Justifiable: Driving under Alcohol influence

However, only selected OECD countries were asked in the questionaire. The answer in the scale form was given, running from 1-10, 1 being “never justifiable” and 10 being “always justifiable”. The mean score given from all the participants in the respective country is shown in the graphs below:

Among the selected countries, people in Luxembourg think that driving under alcohol influence is slightly justifiable compared to others. This is followed by France and Portugal. On the other hand, people in Denmark, Hungary, Sweden and Finland think that driving under alcohol influence is never justifiable. May be this has something to do with their high fatality rate for traffic accident which involved alcohol as shown in the previous post here.

Picture: Sushi-bento

Kyoto: Hydrangea Viewing at Fujinomori, originally uploaded by micpohling.

Our lunch set at Fujinomori, looks yummy, rite? 😉

MeThink: Japanese Emoticons, cute!

Today, my Japanese friend passed me the result of the emoticon experiment which he gathered from his friends. Talking on the same subject, he showed me some of the usual emoticons which Japanese used in their handphones. Can you tell what does the emoticons featured below mean?

(^0^) – happy
(*^_^*)- shy, blushing, but happy
(;_;) – sad, cry
(T_T) – crying, the tear drips
(ToT) – crying out loud
(>_<) – no eye see?
(¬_¬) – suspicious
(‘_^) – winking
(`ε´) – angry, mad at
(`Λ´) – very angry
(~”~;) – frowning upon
0(`Λ´#)0 – very angry, with the hands waving, and seeing the veins
(`ω´#) – still angry, but more like lover type anger 😉
(^_^;) – sweating
(~.~;) – sweating, relief
f^_^; – sweating, with the handkerchief on the right side
(;-_-)=3 – sign of relief
(*_*) – blur, surprised
(?_?) – what?
m(~ ~)m – am truly very sorry (bowing 90 degree)
(~.~) zzZ – sleepy
v(^_^)v – victory!
(ρ . -) – sleepy, with one hand rubbing the eye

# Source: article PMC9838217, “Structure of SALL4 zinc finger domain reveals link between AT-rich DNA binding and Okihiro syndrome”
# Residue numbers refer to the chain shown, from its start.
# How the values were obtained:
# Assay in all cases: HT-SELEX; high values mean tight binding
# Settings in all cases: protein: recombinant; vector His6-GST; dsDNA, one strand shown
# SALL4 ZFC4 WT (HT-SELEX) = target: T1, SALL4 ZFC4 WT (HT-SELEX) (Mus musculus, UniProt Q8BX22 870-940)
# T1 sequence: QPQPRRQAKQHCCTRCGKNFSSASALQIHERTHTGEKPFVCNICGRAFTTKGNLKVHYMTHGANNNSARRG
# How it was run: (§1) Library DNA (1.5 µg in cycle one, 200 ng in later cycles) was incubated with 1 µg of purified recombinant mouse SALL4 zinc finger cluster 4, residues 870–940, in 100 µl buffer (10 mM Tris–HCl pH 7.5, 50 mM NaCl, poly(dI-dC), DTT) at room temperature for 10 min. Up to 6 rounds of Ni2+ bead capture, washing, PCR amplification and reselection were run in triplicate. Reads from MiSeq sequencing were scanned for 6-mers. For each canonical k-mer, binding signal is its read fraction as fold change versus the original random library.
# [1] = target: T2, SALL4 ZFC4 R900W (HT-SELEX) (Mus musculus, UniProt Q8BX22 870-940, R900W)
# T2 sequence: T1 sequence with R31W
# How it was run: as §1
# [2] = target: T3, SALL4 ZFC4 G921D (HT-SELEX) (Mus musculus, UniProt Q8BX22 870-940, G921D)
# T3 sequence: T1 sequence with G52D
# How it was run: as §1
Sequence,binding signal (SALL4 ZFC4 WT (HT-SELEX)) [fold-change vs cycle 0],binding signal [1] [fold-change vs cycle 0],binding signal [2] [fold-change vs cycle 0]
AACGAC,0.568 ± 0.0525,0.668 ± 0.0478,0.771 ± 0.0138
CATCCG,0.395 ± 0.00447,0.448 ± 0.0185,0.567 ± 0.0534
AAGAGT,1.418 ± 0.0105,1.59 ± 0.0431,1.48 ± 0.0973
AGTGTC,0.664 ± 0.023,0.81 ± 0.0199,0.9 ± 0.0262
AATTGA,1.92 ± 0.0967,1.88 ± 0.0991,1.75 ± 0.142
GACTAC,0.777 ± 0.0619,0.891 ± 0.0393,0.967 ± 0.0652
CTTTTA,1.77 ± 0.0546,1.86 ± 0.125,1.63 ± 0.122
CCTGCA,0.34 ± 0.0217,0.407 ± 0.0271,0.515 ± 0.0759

Do you think they look like what they mean? I was having some hard times to guess though 😛 

OECD: Morale – Smoking in Public Places

In World Values Survey, this question was asked:

Justifiable: Smoking in the Public Places

However, only selected OECD countries were asked in the questionaire. The answer in the scale form was given, running from 1-10, 1 being “never justifiable” and 10 being “always justifiable”. The mean score given from all the participants in the respective country is shown in the graphs below:

For this question, people in Luxembourg think that smoking in public places is justifiable (5.11 out of 10 point), followed by Greece, Denmark, and Austria. On the other hand, people in Hungary, Belgium, Finland and Iceland do not like the idea of people smoking in the public places.

Here is the stat on tobacco use among OECD countries.

Picture: White Lotus

Kyoto: Heian Jingu, originally uploaded by micpohling.

…in Heian Jingu, 08-June-2007. Special opening for heia Jingu, free admission 🙂

OECD: Morale – Taking Soft Drug

In World Values Survey, this question was asked:

Justifiable: Taking soft drug

However, only selected OECD countries were asked in the questionaire. The answer in the scale form was given, running from 1-10, 1 being “never justifiable” and 10 being “always justifiable”. The mean score given from all the participants in the respective country is shown in the graphs below:

Surprisingly people in UK are more okayed than Netherlands on the justification of taking soft drug, which as far as I know, only Netherland legalized soft drugs like cannabis or LSD. Or rather it can be said I am a bit surprised to find out from this questionare is that why there is still quite a number of Dutch people think that soft drug is not “always justifiable” even after legalization. However, bear in mind that this questionare was conducted in 1999-2000 period.

The other countries which have relatively relaxed opinion on taking soft drug are: Greece, Denmark and Luxembourg. The countries which have the lowest score on this issue included Hungary, Czech Rep. and Finland.

Picture: White flower

Kyoto: Flower in Macro, originally uploaded by micpohling.

With simple colour and simple pattern, it caught my eyes and my hearts…

« Older entries